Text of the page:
Not dead but resting

Plaxton, as a coach brand, possibly faces a long road back to production should it decide, in 2026, that it wants to build coaches again.

Alexander Dennis has already announced the news that, as from this year, coach production in Scarborough has been suspended for two years, for the perfectly sound reason that it has a burgeoning order book for its new and impressive ‘NextGen’ electric buses. With both Falkirk and Scarborough buzzing with buses, to devote a line to Leopard in a depressed and competitive coach market would not make sense.

It’s doubtful that sales of Leopard – in a niche contested by Turkish-built Temsa, MOBIpeople from Portugal and others – would get much beyond 50 or 60 vehicles a year

The truth is, the Leopard and the Panther were its only remaining coach products in regular production, and the Panther – though a much-liked coach – is rather long in the tooth, with origins going back to 1999. It’s doubtful that sales of Leopard – in a niche contested by Turkish-built Temsa, MOBIpeople from Portugal and others – would get much beyond 50 or 60 vehicles a year. Would that volume justify the factory floorspace and inevitable redevelopment of the model?

It saddens me that the Panorama failed to get the traction which – in my opinion – it richly deserved but the sales numbers were never going to be high for an expensive tri-axle ‘decker of its type without a left-hand drive export version for express networks, and Volvo’s 9700 ‘decker now fills that niche in Europe. So I strongly suspect that the handful built will be the first and last.

There are additional challenges. Part of the appeal of Plaxton’s coaches in the last decade has been the umbilical connection to Volvo chassis, favoured by many operators. I understand that relationship has been fraught, and Volvo in the UK does, of course, have its own range of coaches including the B8R MCV eVoTor, built in Egypt, which could be viewed by a Volvo devotee as almost a straight swap for Leopard.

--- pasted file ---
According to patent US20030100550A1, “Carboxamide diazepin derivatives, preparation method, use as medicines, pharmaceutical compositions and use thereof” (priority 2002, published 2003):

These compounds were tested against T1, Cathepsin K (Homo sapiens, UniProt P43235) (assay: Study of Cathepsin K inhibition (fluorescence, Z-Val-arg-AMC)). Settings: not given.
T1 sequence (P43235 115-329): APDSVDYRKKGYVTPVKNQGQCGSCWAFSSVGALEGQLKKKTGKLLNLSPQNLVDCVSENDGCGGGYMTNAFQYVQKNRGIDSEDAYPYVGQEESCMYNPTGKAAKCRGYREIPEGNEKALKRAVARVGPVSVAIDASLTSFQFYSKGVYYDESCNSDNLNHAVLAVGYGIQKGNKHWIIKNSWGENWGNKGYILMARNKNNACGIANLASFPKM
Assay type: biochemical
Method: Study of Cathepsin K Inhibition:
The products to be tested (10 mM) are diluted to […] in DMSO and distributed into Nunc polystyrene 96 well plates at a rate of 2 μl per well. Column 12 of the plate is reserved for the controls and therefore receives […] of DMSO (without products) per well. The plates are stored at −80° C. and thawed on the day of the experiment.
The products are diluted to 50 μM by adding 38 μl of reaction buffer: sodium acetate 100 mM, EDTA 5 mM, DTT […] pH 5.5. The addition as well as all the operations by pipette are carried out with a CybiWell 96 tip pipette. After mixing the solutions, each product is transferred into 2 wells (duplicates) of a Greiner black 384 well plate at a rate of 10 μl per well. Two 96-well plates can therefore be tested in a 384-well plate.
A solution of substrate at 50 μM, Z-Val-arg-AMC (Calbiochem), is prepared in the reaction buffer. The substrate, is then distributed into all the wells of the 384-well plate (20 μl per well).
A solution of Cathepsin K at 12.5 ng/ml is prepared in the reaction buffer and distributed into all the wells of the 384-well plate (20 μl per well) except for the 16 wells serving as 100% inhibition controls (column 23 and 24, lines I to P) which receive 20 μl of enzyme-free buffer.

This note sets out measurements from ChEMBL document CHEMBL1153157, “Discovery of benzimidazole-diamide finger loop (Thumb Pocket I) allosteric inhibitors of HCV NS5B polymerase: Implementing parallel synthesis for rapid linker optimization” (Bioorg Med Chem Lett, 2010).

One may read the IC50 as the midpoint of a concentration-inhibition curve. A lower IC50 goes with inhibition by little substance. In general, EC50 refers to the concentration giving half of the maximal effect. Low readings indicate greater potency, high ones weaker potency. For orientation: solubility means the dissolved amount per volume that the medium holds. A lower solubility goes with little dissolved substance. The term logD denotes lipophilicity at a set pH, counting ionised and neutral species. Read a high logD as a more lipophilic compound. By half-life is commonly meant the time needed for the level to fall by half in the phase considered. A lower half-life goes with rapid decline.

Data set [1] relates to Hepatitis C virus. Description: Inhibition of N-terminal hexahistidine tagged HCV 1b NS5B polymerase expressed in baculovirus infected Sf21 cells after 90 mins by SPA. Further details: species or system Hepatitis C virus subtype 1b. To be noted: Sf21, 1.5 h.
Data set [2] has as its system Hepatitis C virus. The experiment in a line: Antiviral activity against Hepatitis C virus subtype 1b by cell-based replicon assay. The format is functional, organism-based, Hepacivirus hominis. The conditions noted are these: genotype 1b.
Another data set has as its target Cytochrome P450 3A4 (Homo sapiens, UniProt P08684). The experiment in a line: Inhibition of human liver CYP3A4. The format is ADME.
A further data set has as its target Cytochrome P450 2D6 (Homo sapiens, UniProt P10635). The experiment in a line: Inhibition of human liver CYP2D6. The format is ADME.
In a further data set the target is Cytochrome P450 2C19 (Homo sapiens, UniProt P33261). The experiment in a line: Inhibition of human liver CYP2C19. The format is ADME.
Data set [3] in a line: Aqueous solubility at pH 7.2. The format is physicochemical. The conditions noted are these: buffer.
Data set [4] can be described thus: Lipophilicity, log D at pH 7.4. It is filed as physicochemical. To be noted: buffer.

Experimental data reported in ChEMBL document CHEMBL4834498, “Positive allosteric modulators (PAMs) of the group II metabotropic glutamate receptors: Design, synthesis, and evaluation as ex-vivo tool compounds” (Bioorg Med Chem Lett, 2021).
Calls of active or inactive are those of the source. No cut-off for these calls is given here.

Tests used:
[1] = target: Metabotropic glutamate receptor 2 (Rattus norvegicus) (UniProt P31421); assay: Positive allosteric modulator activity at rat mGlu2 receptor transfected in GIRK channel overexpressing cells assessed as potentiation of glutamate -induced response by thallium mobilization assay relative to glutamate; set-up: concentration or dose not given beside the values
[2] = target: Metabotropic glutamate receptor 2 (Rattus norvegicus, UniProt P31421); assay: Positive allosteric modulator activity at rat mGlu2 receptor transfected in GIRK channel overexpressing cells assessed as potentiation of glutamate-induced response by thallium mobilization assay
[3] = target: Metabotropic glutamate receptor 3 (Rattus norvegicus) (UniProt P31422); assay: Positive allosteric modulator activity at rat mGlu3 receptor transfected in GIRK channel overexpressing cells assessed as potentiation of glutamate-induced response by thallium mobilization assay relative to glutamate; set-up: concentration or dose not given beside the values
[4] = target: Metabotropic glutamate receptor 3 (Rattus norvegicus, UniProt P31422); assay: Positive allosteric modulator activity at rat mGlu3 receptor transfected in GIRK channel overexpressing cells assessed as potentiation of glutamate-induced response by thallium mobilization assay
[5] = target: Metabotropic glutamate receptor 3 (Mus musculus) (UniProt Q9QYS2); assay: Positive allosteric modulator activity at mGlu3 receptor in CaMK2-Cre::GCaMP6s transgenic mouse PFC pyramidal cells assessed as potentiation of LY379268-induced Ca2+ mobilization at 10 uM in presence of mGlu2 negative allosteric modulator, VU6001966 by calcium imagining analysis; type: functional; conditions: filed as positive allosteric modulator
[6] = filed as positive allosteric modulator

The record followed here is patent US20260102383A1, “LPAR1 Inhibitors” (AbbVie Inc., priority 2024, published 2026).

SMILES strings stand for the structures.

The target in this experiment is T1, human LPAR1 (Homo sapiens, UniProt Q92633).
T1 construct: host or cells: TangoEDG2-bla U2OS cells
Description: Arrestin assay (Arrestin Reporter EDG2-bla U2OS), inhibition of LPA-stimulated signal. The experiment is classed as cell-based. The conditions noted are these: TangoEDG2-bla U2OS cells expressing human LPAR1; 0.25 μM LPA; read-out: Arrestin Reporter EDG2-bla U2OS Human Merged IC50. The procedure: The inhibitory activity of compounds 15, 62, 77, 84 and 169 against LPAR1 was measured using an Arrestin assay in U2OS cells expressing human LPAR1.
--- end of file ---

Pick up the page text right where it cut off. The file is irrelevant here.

Then there is Euro VII, new GSR regulations from the EU, and ultimately electrification. All of these changes face AD and its Canadian parent company, NFI, with development costs for European coach designs which I feel are unlikely to be ploughed into the current product range. I wonder whether there is a case for designing a diesel coach from the ground up in two years’ time, or whether – especially with its new expertise in electric vehicles – it might just go direct to zero-emission coaches?

Alexander Dennis has stated adamantly that its decision to end coach production is a suspension; and never say never. I am heartened by the knowledge that AD’s two new buses took just two years to go from concept to production, but with most other coachbuilders in lower-waged economies pouring development and production into the sector, my concern is that Plaxton will be left so far behind in the diesel coach race that it will be too expensive to catch up.

There’s a huge parc of Plaxtons on the road and the excellent AD24 aftersales support network to keep them serviceable, so owners need not be concerned on that score. What is uncertain is when there might be another new Plaxton coach. I can’t countenance the idea of its 117-year history ending with a whimper.

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